Computer See, Computer WinCategory: Science & Technology
Posted: July 10, 2012 11:03AM
About one year ago, researchers at MIT demonstrated an AI program that could read the manual for a game to learn how to play but who has time to read a game's manual? Now a separated research team has created a program that can learn to play a game by watching humans play it first (PDF of paper).
Image-processing tools allow the software to identify changes to a game board and that information it then uses to determine the legal moves of the game as well as what a the winning condition is. Once it has determined how to play and win the game, it examines every possible move, to determine which will most likely lead to a victory, even when up against an experienced human player.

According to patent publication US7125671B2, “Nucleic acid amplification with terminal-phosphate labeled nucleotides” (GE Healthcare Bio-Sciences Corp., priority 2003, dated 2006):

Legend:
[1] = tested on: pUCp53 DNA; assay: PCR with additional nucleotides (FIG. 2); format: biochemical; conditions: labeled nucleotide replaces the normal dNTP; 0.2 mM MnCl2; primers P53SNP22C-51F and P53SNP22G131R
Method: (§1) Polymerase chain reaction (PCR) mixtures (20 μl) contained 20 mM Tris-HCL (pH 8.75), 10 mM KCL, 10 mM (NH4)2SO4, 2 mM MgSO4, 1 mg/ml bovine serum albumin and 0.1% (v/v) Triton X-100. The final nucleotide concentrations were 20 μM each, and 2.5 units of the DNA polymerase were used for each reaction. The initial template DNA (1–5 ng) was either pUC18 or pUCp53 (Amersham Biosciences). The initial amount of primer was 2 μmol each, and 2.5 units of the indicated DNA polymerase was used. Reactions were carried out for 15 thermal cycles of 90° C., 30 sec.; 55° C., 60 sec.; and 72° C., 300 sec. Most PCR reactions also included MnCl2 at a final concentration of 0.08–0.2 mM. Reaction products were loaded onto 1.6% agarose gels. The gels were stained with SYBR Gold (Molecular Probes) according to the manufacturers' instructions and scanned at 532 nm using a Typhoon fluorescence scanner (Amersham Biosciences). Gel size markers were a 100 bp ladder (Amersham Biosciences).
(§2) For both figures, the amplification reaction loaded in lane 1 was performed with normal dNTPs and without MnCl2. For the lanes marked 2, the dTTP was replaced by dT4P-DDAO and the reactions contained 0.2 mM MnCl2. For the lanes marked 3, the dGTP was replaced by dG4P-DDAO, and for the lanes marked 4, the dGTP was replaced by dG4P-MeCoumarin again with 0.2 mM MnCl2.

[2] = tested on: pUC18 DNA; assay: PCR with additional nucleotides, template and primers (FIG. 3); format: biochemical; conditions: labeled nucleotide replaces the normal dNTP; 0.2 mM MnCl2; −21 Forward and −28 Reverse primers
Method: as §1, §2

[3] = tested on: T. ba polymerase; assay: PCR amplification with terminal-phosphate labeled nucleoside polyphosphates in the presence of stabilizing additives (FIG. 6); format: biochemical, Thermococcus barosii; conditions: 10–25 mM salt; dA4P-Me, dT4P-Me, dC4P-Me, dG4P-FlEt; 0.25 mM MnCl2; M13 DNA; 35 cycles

Sadly this software is still fairly simple as it cannot recognize victories that are linked to movement, such as a King being unable to move in checkmate. Simpler games like Tic-Tac-Toe and Connect 4 however can be successfully analyzed by the machine, and no doubt the researchers will strive to enable to program to learn Chess.